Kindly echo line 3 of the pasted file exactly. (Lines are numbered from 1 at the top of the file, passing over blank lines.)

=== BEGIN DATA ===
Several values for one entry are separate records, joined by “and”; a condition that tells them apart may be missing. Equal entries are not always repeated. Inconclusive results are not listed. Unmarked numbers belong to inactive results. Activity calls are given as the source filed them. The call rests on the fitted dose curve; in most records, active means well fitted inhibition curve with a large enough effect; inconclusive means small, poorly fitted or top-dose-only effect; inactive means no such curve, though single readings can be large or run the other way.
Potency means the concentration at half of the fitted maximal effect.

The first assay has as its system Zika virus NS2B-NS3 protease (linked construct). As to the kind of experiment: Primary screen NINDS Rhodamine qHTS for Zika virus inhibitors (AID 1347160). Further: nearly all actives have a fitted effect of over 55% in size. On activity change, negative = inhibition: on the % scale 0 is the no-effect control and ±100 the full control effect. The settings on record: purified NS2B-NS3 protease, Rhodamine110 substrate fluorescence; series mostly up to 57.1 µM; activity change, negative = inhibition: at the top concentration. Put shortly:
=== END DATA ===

The first assay has as its system Zika virus NS2B-NS3 protease (linked construct). As to the kind of experiment: Primary screen NINDS Rhodamine qHTS for Zika virus inhibitors (AID 1347160). Further: nearly all actives have a fitted effect of over 55% in size. On activity change, negative = inhibition: on the % scale 0 is the no-effect control and ±100 the full control effect. The settings on record: purified NS2B-NS3 protease, Rhodamine110 substrate fluorescence; series mostly up to 57.1 µM; activity change, negative = inhibition: at the top concentration. Put shortly: